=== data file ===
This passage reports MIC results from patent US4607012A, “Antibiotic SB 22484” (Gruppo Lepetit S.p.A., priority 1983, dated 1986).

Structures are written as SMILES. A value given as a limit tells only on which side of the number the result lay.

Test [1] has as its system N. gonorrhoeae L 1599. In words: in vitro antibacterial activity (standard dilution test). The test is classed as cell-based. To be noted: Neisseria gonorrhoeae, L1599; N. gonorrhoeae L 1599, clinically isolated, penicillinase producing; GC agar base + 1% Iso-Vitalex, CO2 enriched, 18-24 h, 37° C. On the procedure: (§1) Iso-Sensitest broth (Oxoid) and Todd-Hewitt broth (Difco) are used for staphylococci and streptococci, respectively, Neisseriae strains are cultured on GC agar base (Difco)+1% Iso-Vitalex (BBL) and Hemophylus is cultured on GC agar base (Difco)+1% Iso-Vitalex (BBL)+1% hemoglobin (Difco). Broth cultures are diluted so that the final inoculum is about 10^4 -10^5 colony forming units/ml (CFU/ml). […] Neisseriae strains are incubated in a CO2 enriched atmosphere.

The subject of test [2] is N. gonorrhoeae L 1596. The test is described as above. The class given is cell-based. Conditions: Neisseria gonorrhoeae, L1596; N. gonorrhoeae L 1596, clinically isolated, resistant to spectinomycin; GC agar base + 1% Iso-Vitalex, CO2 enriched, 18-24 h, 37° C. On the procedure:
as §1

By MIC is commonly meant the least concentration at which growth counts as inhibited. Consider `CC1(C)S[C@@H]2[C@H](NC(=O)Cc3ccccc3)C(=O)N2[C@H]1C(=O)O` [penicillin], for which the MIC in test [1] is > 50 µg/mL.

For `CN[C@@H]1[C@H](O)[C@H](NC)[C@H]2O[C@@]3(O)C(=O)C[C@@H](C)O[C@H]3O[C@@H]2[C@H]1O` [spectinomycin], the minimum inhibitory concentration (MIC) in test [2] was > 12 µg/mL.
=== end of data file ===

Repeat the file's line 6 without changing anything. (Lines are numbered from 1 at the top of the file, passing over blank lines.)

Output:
By MIC is commonly meant the least concentration at which growth counts as inhibited. Consider `CC1(C)S[C@@H]2[C@H](NC(=O)Cc3ccccc3)C(=O)N2[C@H]1C(=O)O` [penicillin], for which the MIC in test [1] is > 50 µg/mL.